Using Multicultural Literature as a Tool for Multicultural Education in Teacher Education Juli-Anna Aerila

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Code-switching: a strategy for teaching and learning or a problem?

Eureka, B. Mokibelo
Abstract: This article discusses code-switching in selected Botswana primary schools as used as a strategy for teaching and learning. Code-switching from English (official language), to Setswana (Botswana’s national language) and vice versa, was observed in both rural and urban primary school classrooms where the language of instruction is supposed to be English in standard two and subsequent primary school levels (Republic of Botswana, 1994). Teachers are the key participants observed at different times and teaching different lessons. The Constructivism Learning Theory is used in this paper as bedrock to position both the teachers and learners practices in the theory (Hein, 1991). Data were collected using open ended questionnaires, classroom observations and interviews. The findings indicate that code-switching to Setswana to English or English to Setswana in this study was used where it was not necessary with ethnic minority learners who did not speak Setswana as a first language and where most learners were proficient and competent in English. The findings are significant in that they could help the teachers to reflect on the code switching practices they do unnecessarily and see if they benefit the learners or not and probably refrain from such. The conclusion was that code-switching becomes a problem because teachers used it to their own advantage while it disadvantaged the learners.
Keywords: code-switching, languages of instruction, rural, urban.

Hein, G. (1991). Constructivism Learning Theory: The museum and the needs of people. Paper presented at the CECA conference in Jerusalem. Israel.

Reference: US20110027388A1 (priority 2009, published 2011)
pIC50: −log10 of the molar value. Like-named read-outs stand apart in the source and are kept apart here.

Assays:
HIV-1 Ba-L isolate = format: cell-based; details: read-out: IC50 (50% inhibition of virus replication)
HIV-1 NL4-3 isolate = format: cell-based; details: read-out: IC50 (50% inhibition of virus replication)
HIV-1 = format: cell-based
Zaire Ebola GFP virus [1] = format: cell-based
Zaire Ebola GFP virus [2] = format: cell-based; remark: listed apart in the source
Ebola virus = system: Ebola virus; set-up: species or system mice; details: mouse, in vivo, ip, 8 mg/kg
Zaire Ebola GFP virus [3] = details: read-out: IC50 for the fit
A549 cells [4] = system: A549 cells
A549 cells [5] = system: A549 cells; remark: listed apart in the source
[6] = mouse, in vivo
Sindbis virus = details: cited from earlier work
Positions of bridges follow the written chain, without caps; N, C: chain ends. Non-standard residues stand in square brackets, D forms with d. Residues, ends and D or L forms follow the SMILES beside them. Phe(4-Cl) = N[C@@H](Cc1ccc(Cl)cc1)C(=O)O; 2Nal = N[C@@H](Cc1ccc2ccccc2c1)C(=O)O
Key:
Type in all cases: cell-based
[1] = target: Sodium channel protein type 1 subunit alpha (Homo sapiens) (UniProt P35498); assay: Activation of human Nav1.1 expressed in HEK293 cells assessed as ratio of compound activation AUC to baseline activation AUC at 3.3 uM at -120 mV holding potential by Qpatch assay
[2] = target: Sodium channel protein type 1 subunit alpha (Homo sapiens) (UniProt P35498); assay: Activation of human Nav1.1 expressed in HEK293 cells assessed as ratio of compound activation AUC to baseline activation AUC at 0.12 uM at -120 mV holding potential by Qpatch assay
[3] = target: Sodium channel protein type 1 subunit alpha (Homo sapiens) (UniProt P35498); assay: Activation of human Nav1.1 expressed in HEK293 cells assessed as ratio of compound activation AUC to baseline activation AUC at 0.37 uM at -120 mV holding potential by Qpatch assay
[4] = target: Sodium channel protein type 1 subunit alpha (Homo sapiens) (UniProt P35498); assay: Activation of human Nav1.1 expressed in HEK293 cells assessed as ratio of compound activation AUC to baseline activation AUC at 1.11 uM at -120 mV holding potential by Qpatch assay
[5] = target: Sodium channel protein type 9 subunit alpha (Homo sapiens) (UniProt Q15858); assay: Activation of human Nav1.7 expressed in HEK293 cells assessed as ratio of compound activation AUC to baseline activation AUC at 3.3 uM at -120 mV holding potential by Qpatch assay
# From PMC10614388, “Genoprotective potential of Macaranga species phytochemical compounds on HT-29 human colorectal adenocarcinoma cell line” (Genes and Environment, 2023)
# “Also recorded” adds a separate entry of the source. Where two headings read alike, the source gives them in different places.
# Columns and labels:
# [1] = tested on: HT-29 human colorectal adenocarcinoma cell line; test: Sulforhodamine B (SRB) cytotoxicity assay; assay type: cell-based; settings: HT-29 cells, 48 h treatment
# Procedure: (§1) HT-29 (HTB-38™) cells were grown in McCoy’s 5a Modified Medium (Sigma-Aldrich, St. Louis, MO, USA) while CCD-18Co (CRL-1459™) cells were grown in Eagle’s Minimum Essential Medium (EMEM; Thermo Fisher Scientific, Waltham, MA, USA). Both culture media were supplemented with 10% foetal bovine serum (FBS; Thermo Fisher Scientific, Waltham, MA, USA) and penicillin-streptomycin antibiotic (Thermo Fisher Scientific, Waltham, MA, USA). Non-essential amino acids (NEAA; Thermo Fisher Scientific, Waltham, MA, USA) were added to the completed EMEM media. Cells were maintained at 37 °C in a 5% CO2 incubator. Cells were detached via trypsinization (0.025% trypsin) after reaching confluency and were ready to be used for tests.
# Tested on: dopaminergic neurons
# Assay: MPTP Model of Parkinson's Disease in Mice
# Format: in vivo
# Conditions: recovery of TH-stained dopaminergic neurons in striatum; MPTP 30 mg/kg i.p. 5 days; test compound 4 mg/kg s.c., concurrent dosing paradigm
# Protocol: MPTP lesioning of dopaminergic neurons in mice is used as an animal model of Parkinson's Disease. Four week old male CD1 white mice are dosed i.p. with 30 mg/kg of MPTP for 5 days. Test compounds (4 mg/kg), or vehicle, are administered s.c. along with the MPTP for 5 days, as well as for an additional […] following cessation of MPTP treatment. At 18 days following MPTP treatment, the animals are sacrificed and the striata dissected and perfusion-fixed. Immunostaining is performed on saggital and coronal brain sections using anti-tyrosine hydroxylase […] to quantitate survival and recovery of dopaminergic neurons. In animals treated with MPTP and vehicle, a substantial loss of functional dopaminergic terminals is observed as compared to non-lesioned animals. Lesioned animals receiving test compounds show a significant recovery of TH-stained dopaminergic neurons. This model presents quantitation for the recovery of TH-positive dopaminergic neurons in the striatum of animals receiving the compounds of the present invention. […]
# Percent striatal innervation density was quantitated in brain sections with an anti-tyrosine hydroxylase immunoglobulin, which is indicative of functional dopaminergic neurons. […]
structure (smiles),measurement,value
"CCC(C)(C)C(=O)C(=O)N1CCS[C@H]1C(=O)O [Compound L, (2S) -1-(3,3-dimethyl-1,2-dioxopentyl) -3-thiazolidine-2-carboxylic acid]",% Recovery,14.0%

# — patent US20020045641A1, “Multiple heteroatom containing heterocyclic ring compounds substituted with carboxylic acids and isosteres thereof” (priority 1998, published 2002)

Republic of Botswana, (1994). The Revised National Policy on Education. Gaborone. Government Printers.

Evaluating the quality of written knowledge based on literature in collaborative, inquiry based blog-supported environment by the SOLO taxonomy

Pal Molnar
Abstract: This study investigate the quality of the knowledge created in written texts (N=81) of an undergraduate learning community in higher education context. The quality of written texts is determined by the cognitive process of written composition (Galbraith, 1999). In written compositions we can evaluate the outcome of the observed learning and the quality of the knowledge with the SOLO taxonomy (Biggs and Collis, 1982; Biggs and Tang, 2007). At schools, by using networked tools the learning communities could act as connected classes (Richardson and Mancabelli, 2011). In blog based learning environments with blogging-to-learn (Burgess, 2006) approach the learning communities could act as communities of inquiry (Garrison, Anderson, and Archer, 2000). In this context writing could be inquiry (Emig, 1977) and discovery (Galbraith, 1999;2009) process, where learners use existing resources to construct new knowledge based on the information of these resources.

The students of this study are undergraduate BA university students. Most of the time they learn in traditional lectures, where they are passive listeners, and at the end of the semester they take exams by the given literature. On the contrary, in this treatment, they worked collaboratively, in writing centered, blog based learning environment. The aim of the course is to familiarize themself with the literature of the field, by active, collaborative knowledge building approach.

The main research question is that what will be the quality of the texts the students wrote in blg based collaborative, technology intensive learning situation in formal university context?

We evaluated the quality of the knowledge represented in the written texts with levels of the SOLO taxonomy. According to the results, the students used only up to five sources max, on average two (82%). Significant number of the authors used online texts without mention the author (74%). Small amount of the students indicated literature relevant to the main topic of the course (9%). Also, in the texts appeared mixed sources (textbooks, articles and blog posts, online texts) without the mention of the authors (15%). The quality of the literature elaboration process showed significant multistructural level (62%). There was connections between the information items of the literature, but without associations. Small amount of the texts was unistructural (18%). In this level the elaboration of the literature was limited only to the reproduction of the literature. Few students have completed the relational level (11%). There was some explanations of new knowledge and appeared viewpoints without change of perspectives. The texts of extended abstract level was minimal (8%), where preconceptions are embedded in the texts. The results showed that without relevant support the students struggle compositing texts based on the literature. It seems that text composition in online learning environment is difficult for undergraduate students, but students need higher order cognitive operations to elaborate the literature.